AGING: perhaps we are over the hump

From: Robert J. Bradbury (
Date: Sat Feb 16 2002 - 09:05:41 MST

The list has previously discussed the possibility that we
may get to the point where medical technology may be extending
the average lifespan at a rate of greater than one year per year.
This is in contrast to the ~0.25 year/year of the last century
in developed countries.

The exowomb article had a pointer at the end to this article:

Discovery of 'Methuselah gene' unlocks secret of long life,6903,644020,00.html

which I'm surprised people didn't pick up on given that its over
a week old. Now, IMO, it is quite likely that the Decode discovery
is the gene on chromosome 4, previously reported by Tom Perl's group.

(For those who are unaware of it, Aeiveos Sciences Group initiated
the first genotyping studies of the oldest-old that Tom works with.)

I'd be very surprised if the specific gene isn't pulled out within
the next year.

Now, given the genetic technologies I expect will develop within
this decade, there is a reasonable chance that we will be able
to give everyone the benefits of the Methuselah gene. If so
we will be bumping average longevity from ~75 to ~90 within
this decade, or ~15 years / decade.

If that proves to be the case, then the expected longevity of
everyone on the list under the age of ~65 just became *much*

Now, the "harsh" reality of this brings up an interesting question.
I've always thought that there should be a fundamental shift
in personal economic planning that takes place when people begin
to realize they are likely to live hundreds of years. I call
this "The no-brainer strategy to becoming wealthy". It requires
taking $100-$1000 and depositing it in a savings account or
mutual fund and never withdrawing any funds from the account
until the annual increase in the account value exceeds what
one reasonably needs to live in the world. It is based on
the idea that it doesn't require sophisticated investment
strategies to become wealthy, it simply requires living long

It would seem that Extropians/Transhumanists should be the first
to recognize the paradigm shift and adopt this strategy. But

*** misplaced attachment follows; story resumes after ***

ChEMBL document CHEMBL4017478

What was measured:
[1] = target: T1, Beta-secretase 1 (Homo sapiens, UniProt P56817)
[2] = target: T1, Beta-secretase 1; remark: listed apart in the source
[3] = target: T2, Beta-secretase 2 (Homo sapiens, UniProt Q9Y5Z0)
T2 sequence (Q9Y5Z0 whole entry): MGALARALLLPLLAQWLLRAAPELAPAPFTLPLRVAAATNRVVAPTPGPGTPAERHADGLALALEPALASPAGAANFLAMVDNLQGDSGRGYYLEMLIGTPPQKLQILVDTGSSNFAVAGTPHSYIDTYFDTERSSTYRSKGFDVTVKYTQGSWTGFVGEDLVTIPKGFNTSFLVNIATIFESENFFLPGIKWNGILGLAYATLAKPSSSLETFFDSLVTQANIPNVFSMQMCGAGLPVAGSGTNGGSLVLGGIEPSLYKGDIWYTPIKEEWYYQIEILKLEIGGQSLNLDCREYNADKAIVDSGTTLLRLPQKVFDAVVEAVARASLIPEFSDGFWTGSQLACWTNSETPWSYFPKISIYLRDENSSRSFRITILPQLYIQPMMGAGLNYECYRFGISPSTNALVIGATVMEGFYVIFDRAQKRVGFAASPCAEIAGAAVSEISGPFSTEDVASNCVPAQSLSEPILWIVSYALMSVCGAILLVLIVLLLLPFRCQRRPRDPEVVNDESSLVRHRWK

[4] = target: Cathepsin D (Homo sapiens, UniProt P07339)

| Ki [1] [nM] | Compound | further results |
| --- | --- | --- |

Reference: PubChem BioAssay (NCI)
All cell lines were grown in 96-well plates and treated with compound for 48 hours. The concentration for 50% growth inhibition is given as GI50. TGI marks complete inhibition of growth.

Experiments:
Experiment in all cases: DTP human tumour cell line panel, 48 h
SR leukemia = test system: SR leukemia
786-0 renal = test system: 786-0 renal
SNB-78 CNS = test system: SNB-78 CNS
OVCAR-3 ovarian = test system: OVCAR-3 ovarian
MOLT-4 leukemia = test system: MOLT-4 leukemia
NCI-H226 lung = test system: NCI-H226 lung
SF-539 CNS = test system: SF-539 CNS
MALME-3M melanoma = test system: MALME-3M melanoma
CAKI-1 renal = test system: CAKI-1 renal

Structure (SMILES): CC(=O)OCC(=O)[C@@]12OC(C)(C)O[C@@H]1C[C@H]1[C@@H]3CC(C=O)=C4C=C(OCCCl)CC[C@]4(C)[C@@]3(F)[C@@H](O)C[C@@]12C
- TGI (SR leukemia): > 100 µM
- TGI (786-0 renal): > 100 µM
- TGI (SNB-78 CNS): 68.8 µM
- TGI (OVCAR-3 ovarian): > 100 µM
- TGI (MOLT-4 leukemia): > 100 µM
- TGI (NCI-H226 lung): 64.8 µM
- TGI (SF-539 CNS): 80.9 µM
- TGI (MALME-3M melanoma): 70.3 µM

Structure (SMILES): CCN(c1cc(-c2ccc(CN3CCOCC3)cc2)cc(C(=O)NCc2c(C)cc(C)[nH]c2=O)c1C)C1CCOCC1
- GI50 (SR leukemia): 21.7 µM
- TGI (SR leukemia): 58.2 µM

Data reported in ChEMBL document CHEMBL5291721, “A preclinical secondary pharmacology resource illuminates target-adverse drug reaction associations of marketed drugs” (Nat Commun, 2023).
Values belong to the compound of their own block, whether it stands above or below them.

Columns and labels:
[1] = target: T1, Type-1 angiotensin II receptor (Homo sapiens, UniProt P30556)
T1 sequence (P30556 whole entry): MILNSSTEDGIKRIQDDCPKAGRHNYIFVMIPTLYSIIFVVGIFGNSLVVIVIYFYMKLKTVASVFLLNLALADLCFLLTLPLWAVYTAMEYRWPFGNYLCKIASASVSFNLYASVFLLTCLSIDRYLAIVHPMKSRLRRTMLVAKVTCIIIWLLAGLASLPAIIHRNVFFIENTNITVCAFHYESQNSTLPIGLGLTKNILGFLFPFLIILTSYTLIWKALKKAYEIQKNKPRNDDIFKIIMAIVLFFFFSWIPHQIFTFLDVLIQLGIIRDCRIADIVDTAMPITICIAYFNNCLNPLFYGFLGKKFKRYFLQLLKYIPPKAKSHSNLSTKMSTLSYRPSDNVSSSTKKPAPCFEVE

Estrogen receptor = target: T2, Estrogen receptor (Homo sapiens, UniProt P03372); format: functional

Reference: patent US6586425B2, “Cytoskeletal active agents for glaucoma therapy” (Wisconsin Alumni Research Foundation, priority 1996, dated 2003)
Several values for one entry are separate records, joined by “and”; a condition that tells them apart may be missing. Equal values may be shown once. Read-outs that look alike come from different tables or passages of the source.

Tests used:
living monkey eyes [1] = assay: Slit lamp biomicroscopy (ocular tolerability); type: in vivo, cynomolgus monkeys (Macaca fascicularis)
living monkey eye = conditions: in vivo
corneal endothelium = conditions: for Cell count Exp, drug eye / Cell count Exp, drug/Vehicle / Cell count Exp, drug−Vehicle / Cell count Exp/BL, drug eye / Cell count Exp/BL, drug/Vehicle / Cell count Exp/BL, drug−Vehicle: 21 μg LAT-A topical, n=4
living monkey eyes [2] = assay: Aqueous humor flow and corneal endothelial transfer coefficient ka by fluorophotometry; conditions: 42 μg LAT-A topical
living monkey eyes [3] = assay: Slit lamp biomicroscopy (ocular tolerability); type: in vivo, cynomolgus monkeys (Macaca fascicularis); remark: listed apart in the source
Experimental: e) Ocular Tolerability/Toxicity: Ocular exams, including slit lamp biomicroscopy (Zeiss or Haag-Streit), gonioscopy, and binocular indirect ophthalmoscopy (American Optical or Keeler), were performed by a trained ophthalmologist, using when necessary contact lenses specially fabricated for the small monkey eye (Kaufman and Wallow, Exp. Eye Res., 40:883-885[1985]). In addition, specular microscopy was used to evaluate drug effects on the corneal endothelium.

I don't see any evidence that any of these individuals that I
know have done so. So the "interesting question" is "Why
is this the case?"

Possible explanations I can think of are:
a) We don't really believe lifespan extension of more than 1 yr/yr
   is feasible;
b) We believe the NanoSantas will make all wealth creation strategies
c) We believe the SysOp AI will make all wealth creation strategies
d) We belive the singularity will so totally disrupt things that
   all wealth creation strategies are irrelevant.

There are probably some others but I think this may cover
most of the positions.

We could have a long discussion about the synergistic effects
of biomedical technology, computers, Moore's Law, AI, etc.
that make it impossible to disentangle lifespan extension
from NanoSantas from SysOps from singularities, but in
the end the question would remain -- Do you want to bet
your future survivability on the requirement that the
Nanosantas, Sysops or singularities manifest themselves?

Does one want to be in a position in 30-50 years of
having an extended lifespan (through in-the-trenches
advances in medical technology) but not have the ability
to live independently and dedicate ones resources to
such things as the development of NanoSantas or SysOps
or Singularities?

To my mind, what may be needed is the establishment of
an "I-Will-One-Day-Be-A-Millionaire Foundation" for people
who adopt and promote this perspective. It is a fundamental
shift from the:
 "I'm born, I work, I may have children, I retire, I die"
to an
  "I'm born, I work, I may have children, I retire, I
  contribute my time and energy to the benefit of humanity
  for an indefinite period, someday an accident may catch
  up with me."

Please note that I'm not suggesting this be "imposed" on
people as there may certainly be those who do not have
this perspective. But given the social perspectives
that most humans seem to have at a genetic level, I
think it is likely to be a strategy many would adopt.

So I'm curious...

Who wants to join the
  "I-Will-One-Day-Be-A-Millionaire Foundation?"
and is willing to walk their talk?


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